[Continuing my series on some of David Burns cognitive distortions. It helps me to really see them for what they are and how I apply them to my thinking.]

It has a bunch of “conclusions” written on it, that you would jump to!







Jumping to conclusions–it’s the Andrew Lloyd Weber of distortions in my opinion. Loud, dominating, powerful, and massively appealing. Two particularly sinister varieties:

Mind reading: assuming you have the inside knowledge of the thoughts and intents inside someone else’s head.

•Women get a bad rap for this one, often unjustifiably so. All it takes is one look and you can go crazy on the read-into-it spiral: “His eyebrow went up when I said that, omigosh he’s totally offended stupid me and my big mouth so harsh doesn’t he appreciate all I do–hey don’t judge me!” Guys do it too though.

Fortune telling: exaggerating how things will turn out before they happen.

It’s kind of like the slippery slope fallacy, but it’s a lot more self-sabotaging than that. And it is a very efficient courage-killer.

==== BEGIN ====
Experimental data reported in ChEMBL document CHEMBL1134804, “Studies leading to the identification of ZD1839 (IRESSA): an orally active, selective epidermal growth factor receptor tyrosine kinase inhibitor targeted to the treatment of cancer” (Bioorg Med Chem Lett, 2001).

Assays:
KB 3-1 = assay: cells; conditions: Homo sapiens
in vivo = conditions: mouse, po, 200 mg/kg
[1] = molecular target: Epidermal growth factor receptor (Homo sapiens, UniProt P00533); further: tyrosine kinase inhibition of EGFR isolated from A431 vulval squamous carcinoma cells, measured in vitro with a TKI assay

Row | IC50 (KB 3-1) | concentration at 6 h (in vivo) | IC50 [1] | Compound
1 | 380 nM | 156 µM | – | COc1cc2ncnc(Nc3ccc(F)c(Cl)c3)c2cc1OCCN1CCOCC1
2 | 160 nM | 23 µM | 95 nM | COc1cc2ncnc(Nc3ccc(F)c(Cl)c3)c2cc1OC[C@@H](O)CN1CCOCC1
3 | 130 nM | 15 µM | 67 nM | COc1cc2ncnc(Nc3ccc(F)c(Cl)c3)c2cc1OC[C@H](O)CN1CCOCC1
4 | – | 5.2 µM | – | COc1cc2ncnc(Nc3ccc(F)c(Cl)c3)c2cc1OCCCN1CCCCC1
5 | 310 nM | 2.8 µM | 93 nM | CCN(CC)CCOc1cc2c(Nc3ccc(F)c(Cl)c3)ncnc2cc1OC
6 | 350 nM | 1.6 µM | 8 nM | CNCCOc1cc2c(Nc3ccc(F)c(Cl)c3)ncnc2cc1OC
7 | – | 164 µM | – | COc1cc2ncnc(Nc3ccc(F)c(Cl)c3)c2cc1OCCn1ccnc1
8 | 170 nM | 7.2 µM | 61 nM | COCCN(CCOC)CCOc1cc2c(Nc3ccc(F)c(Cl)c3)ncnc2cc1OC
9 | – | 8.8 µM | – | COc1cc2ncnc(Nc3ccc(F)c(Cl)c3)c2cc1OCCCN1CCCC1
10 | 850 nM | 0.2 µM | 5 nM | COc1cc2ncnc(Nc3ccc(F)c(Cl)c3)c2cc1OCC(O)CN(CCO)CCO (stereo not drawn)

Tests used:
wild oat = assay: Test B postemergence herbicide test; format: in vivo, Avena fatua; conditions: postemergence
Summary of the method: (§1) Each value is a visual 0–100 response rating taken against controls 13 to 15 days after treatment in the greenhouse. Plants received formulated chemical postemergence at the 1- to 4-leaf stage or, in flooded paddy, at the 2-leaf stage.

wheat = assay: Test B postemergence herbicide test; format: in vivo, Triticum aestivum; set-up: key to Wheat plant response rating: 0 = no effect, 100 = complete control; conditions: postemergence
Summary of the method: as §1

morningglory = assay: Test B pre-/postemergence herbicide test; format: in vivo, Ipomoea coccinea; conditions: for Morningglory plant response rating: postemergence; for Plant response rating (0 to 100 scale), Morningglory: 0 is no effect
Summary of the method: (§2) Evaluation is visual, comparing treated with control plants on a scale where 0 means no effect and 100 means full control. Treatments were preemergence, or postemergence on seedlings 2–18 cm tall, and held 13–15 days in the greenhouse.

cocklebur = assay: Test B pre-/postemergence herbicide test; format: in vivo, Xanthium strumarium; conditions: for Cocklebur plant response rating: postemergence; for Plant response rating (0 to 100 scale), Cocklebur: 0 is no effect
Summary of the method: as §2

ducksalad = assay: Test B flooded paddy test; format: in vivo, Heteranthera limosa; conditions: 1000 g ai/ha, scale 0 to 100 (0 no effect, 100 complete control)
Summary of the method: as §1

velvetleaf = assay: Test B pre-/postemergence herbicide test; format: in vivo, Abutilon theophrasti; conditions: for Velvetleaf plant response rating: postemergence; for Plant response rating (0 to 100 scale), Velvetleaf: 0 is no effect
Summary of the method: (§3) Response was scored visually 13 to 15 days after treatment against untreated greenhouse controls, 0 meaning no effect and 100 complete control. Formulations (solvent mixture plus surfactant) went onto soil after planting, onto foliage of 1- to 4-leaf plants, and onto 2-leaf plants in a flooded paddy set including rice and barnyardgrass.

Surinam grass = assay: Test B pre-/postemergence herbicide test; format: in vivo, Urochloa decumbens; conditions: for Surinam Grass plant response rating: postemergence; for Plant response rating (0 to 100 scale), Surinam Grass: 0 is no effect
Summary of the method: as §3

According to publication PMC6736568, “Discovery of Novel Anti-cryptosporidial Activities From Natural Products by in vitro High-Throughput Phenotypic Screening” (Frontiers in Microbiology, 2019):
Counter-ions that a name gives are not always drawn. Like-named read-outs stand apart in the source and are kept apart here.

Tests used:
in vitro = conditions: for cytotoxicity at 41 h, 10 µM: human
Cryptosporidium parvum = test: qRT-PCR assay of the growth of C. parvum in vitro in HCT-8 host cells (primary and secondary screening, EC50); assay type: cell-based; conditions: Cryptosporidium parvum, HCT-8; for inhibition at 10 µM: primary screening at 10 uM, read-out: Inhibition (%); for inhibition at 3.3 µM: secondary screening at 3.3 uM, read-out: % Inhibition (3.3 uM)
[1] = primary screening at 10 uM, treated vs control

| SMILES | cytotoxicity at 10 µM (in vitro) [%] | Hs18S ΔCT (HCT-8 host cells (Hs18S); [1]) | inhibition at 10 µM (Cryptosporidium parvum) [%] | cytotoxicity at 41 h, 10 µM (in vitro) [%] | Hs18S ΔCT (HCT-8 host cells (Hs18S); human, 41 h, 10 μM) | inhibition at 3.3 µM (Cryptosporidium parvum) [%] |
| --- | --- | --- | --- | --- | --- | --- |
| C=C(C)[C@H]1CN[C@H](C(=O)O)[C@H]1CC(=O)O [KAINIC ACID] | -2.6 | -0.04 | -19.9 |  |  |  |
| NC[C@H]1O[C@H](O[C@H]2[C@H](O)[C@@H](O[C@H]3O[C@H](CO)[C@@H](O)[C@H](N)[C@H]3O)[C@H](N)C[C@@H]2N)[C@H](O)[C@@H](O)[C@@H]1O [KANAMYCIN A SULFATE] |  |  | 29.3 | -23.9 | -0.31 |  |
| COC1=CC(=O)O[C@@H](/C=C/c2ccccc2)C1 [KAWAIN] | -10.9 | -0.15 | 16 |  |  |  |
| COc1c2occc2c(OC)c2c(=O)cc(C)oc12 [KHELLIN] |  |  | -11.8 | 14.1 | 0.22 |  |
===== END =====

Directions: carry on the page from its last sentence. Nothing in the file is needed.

How my life might have been different if a few of those times that I thought, “I’m going to!…no wait I’ll look like an idiot…and get in trouble…” I had just done/said it. Well, don’t dwell on the past.

As I study the bright turning points of history, the births of genius, and the movers and shakers past and present, I realize that they fear all the same stuff too but don’t take the time to think about it.

I cut myself off from opportunities over and over. I chase a ghost on a breeze of a train of thought that isn’t even plausible half the time, let alone probable. Instead, I want to open the sail and let the breeze carry me more until I’m “falling, with style.”

I don’t know where “there” will be, but at least it gives me a chance to get out of “here.”


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